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    Dear Vues Master
    Lag Ba’Omer was beautiful this year. The weather was great
    & everywhere you went in heimish Brooklyn there was either
    a bonfire, a parade or some sort of family entertainment. I
    wish Lag Baomer was every year on a Sunday.
    Vues Master’s Note: Between the weather & this year it being
    on Sunday it was a really great day. We should all make it a
    point to thank the NYPD and Shomrim for all their help in
    making everything work out smoothly this year. Many of the
    streets were closed off & they did a great job!

    Dear Vues Master
    This is absolutely crazy! I tried to book a flight to Israel
    in October and the prices are insanely high. Now they are
    starting something new. Starting August 1, 2024 visitors will
    not be able to enter Israel without a permit or visa. Effective
    August 1st, visitors of all ages from visa waiver countries,
    such as Canada, Europe, and the US, will need to apply for
    an electronic travel authorization, or ETA-IL. You will need
    approval before you can board a flight to Israel. The ETA-IL
    will cost 25 shekels and is valid for stays of up to 90 days.
    It will expire 2 years after approval, but if you get a new
    passport you will have to apply for a new ETA-IL. USA
    citizens can begin to apply in June 2024.
    Vues Master’s Note: With Israel’s tourism down because of
    the war, you would think that is an odd time to add another
    hassle and expense to visit Israel, but like taxes and death,
    bureaucracy is one of the great certainties of life.

    Dear Vues Master
    This past weekend many of the Jewish social media websites
    showed how many people went to Meron on Lag Baomer
    & didn’t listen to the army’s warning to stay away. Many
    chayalim were violent in getting rid of these people. Why do
    these social media web sites put this online? It only spreads
    sinas yisrael. There are enough people in this world that hate
    us. Why add to it?
    Vues Master’s Note: This is just another reason why someone
    should stay away from social media.

    Dear Vues Master

    This past Sunday I went with my son to a local barber to
    get a hair cut & shave. The barber was packed. There are
    three barbers in this particular hair salon. Two of the people
    are workers, the other the owner. I’ve been there many times
    over the years & when I use one of the workers & not the
    owner, I’m not that happy with my cut. Many people feel this
    way & many people wait for the owner to give the haircut. I
    felt very awkward when we were waiting 45 minutes for the
    owner when the 2 workers had no one that they were cutting.
    Should I have used one of the workers? I feel bad that they
    want to give us a haircut but we prefer the owner. I know
    many people that feel the same way.
    Vues Master’s Note: Maybe it’s time for you to go to a new
    barber shop.

    Dear Vues Master
    No other war in the history of all wars was under such an
    international microscope. No other army had to behave so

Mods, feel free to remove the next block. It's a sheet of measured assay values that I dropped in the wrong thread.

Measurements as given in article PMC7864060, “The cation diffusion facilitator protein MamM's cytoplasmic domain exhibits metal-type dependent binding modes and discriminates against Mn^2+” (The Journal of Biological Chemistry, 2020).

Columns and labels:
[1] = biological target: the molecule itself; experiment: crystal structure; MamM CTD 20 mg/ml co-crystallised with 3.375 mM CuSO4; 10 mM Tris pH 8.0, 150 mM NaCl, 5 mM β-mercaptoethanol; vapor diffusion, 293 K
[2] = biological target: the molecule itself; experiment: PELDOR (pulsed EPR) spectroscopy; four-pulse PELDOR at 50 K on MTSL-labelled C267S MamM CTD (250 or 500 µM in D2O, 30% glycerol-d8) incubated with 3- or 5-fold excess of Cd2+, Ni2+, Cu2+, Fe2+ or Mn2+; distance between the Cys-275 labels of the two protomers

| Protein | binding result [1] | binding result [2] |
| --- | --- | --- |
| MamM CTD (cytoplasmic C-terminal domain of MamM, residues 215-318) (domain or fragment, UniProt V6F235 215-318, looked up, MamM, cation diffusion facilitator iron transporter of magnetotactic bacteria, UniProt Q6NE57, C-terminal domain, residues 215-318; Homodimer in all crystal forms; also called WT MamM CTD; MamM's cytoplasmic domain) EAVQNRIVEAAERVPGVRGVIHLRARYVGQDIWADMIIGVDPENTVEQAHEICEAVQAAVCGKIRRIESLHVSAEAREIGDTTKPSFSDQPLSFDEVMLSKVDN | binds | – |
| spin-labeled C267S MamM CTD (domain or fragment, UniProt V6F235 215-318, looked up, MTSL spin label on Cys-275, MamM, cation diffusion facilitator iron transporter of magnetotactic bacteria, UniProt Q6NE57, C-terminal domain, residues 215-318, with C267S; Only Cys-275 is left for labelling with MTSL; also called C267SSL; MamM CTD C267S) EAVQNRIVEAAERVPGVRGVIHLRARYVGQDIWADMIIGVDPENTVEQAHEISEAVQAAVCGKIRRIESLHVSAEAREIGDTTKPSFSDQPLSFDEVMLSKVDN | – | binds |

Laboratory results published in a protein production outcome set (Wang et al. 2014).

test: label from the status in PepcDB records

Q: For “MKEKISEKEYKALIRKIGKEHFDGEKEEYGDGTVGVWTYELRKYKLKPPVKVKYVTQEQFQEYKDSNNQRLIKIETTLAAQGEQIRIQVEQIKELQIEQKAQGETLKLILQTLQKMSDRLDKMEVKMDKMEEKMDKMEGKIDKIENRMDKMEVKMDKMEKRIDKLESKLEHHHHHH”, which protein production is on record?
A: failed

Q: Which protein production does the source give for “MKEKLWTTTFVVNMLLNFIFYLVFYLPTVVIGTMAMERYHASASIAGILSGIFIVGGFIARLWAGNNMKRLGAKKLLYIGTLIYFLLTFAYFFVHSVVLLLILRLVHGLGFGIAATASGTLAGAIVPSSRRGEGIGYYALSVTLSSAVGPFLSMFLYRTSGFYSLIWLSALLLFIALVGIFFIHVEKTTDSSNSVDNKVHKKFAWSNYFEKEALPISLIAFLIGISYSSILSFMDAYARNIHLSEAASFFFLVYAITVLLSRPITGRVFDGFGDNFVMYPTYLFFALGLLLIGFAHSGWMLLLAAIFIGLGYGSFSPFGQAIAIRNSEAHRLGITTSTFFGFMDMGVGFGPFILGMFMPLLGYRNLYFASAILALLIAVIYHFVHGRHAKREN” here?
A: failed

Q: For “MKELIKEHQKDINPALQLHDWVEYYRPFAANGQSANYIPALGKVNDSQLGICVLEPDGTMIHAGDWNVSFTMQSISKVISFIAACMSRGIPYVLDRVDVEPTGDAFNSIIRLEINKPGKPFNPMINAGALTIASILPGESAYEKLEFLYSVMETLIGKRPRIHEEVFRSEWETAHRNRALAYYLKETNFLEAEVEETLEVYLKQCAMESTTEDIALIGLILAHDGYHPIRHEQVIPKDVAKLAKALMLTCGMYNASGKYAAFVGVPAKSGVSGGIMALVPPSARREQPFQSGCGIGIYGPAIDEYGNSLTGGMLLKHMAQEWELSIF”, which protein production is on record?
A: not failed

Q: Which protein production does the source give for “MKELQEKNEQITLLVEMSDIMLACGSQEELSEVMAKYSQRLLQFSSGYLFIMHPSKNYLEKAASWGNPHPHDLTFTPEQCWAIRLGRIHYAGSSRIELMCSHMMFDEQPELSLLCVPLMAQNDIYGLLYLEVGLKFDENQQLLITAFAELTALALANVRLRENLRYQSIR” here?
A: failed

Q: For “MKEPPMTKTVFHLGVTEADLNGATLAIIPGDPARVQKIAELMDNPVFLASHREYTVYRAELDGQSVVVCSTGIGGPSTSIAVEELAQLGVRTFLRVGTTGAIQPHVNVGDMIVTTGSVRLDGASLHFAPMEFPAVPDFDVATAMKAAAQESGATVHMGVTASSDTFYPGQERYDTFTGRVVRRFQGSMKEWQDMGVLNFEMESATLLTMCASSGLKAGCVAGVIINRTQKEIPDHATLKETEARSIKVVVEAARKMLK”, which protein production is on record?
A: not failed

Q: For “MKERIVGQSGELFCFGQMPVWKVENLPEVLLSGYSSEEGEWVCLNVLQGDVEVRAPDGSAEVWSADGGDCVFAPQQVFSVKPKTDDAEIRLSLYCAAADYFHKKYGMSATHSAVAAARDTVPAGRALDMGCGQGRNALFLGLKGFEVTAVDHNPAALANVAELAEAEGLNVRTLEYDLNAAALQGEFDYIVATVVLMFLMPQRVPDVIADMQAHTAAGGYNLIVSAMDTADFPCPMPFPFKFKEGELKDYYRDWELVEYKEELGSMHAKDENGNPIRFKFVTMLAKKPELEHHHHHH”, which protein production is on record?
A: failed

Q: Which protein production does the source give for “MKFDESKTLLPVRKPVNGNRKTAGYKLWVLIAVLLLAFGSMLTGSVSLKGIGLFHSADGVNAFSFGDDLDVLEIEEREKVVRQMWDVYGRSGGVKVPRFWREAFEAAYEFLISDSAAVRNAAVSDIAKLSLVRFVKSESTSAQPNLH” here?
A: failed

politely towards its worst enemies. No other nation had to
    feed the criminals who murdered and kidnapped its own.
    No other soldier had to be so lenient with the savages that
    raped their women and burned their children and parents
    alive. No other country was ever more hated and questioned
    for defending itself. No other people, of any country in the
    world, were more harassed, insulted, punished, sanctioned,
    lied to, dehumanized by supporters of online terrorism and
    attacked and bombed daily by bloody sick terrorists. No other
    country had more UN resolutions. No other country attacked
    by terrorists of all kinds and coming from all parts of its
    borders was ever called a “terrorist state” when defending its
    citizens. No other body of military evidence about terrorist
    war crimes was more ignored by the WHO and other official
    bodies. No other truly occupied territory – like northern
    Cyprus by Turkey or Crimea by Russia… – ever flooded the
    streets or university campuses with such absurd and pathetic
    “activism” for a country that never cared about them before
    October. No other woman, of any nation or religion, was
    more doubted or less supported than Israeli women. No
    other hostage, from any terrorist attack, was more ignored by
    public opinion. No other BABY in the world was kidnapped
    for 7 months, during which time neither UNICEF, nor RED
    CROSS, nor AMNESTY…, no one even tweeted once about
    it or questioned his captivity… Welcome to antisemitism, the
    new season, produced by Iran and radical Islamists around
    the world.
    Vues Master’s Note: Couldn’t have said it better myself!

    Dear Vues Master
    A while ago my good friend and Rebbie
    Rabbi Moshe Meir Weiss suggested I
    write a tune to the words of Asher Yuhtzar
    so that kids and adults alike would easily
    remember them. He stressed that it was a
    very important and often recited Brucha
    that no one seems to have recorded and it
    would be a big Zchus to be the composer
    of such a niggun! I thought that was a
    great idea, accepted the challenge and
    set about seeking divine inspiration
    for a catchy, uplifting melody suitable
    for those holy words for I believe the
    songwriting process cannot ultimately
    be successful without direct input and
    direction from above! Let me explain.
    Looking back over the hundreds of
    original songs I’ve written over the years,
    amazingly, I have almost zero memory
    of the actual process of writing those
    melodies! It’s as if someone else wrote
    them! I believe the creative songwriting
    process is a modern day permutation of
    RUACH HAKODESH where one goes